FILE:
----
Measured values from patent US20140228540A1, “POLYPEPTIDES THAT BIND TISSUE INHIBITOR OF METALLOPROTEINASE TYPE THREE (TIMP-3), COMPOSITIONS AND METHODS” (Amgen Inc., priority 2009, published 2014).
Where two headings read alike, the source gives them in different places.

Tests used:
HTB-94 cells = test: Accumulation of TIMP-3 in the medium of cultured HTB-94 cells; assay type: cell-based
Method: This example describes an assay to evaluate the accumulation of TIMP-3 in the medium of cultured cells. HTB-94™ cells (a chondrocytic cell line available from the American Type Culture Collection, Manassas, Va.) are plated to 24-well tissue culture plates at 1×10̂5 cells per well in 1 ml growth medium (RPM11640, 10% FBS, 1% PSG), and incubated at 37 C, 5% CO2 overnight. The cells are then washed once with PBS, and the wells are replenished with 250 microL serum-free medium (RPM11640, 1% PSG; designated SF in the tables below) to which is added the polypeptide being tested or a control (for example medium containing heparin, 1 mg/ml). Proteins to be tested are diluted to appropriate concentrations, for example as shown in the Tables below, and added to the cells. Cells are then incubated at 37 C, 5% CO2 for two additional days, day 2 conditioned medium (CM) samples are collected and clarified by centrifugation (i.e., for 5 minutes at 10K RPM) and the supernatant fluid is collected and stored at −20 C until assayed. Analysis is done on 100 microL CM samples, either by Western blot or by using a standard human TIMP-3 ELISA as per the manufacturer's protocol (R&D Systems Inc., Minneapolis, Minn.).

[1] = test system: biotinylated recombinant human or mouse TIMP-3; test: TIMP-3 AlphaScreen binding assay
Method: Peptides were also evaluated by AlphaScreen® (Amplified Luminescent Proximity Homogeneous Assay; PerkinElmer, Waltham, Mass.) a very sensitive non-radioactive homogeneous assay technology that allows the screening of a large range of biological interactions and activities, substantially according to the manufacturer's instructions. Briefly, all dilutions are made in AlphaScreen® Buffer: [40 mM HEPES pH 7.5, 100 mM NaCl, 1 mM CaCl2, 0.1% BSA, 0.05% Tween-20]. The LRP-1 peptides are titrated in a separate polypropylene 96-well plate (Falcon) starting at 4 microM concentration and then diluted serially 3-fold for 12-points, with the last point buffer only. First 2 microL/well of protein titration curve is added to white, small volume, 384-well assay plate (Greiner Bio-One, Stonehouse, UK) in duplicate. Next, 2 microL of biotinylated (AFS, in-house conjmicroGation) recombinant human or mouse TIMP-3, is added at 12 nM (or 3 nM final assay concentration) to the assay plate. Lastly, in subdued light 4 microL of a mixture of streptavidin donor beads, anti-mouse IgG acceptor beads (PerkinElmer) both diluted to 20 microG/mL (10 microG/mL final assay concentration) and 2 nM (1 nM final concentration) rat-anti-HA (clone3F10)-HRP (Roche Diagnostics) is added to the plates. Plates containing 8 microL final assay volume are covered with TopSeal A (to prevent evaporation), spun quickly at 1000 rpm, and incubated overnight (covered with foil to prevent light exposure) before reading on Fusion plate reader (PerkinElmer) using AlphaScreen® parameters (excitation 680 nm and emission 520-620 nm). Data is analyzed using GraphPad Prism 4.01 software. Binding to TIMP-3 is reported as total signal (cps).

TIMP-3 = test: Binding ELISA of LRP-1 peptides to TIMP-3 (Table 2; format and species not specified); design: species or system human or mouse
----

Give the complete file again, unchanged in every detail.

Measured values from patent US20140228540A1, “POLYPEPTIDES THAT BIND TISSUE INHIBITOR OF METALLOPROTEINASE TYPE THREE (TIMP-3), COMPOSITIONS AND METHODS” (Amgen Inc., priority 2009, published 2014).
Where two headings read alike, the source gives them in different places.

Tests used:
HTB-94 cells = test: Accumulation of TIMP-3 in the medium of cultured HTB-94 cells; assay type: cell-based
Method: This example describes an assay to evaluate the accumulation of TIMP-3 in the medium of cultured cells. HTB-94™ cells (a chondrocytic cell line available from the American Type Culture Collection, Manassas, Va.) are plated to 24-well tissue culture plates at 1×10̂5 cells per well in 1 ml growth medium (RPM11640, 10% FBS, 1% PSG), and incubated at 37 C, 5% CO2 overnight. The cells are then washed once with PBS, and the wells are replenished with 250 microL serum-free medium (RPM11640, 1% PSG; designated SF in the tables below) to which is added the polypeptide being tested or a control (for example medium containing heparin, 1 mg/ml). Proteins to be tested are diluted to appropriate concentrations, for example as shown in the Tables below, and added to the cells. Cells are then incubated at 37 C, 5% CO2 for two additional days, day 2 conditioned medium (CM) samples are collected and clarified by centrifugation (i.e., for 5 minutes at 10K RPM) and the supernatant fluid is collected and stored at −20 C until assayed. Analysis is done on 100 microL CM samples, either by Western blot or by using a standard human TIMP-3 ELISA as per the manufacturer's protocol (R&D Systems Inc., Minneapolis, Minn.).

[1] = test system: biotinylated recombinant human or mouse TIMP-3; test: TIMP-3 AlphaScreen binding assay
Method: Peptides were also evaluated by AlphaScreen® (Amplified Luminescent Proximity Homogeneous Assay; PerkinElmer, Waltham, Mass.) a very sensitive non-radioactive homogeneous assay technology that allows the screening of a large range of biological interactions and activities, substantially according to the manufacturer's instructions. Briefly, all dilutions are made in AlphaScreen® Buffer: [40 mM HEPES pH 7.5, 100 mM NaCl, 1 mM CaCl2, 0.1% BSA, 0.05% Tween-20]. The LRP-1 peptides are titrated in a separate polypropylene 96-well plate (Falcon) starting at 4 microM concentration and then diluted serially 3-fold for 12-points, with the last point buffer only. First 2 microL/well of protein titration curve is added to white, small volume, 384-well assay plate (Greiner Bio-One, Stonehouse, UK) in duplicate. Next, 2 microL of biotinylated (AFS, in-house conjmicroGation) recombinant human or mouse TIMP-3, is added at 12 nM (or 3 nM final assay concentration) to the assay plate. Lastly, in subdued light 4 microL of a mixture of streptavidin donor beads, anti-mouse IgG acceptor beads (PerkinElmer) both diluted to 20 microG/mL (10 microG/mL final assay concentration) and 2 nM (1 nM final concentration) rat-anti-HA (clone3F10)-HRP (Roche Diagnostics) is added to the plates. Plates containing 8 microL final assay volume are covered with TopSeal A (to prevent evaporation), spun quickly at 1000 rpm, and incubated overnight (covered with foil to prevent light exposure) before reading on Fusion plate reader (PerkinElmer) using AlphaScreen® parameters (excitation 680 nm and emission 520-620 nm). Data is analyzed using GraphPad Prism 4.01 software. Binding to TIMP-3 is reported as total signal (cps).

TIMP-3 = test: Binding ELISA of LRP-1 peptides to TIMP-3 (Table 2; format and species not specified); design: species or system human or mouse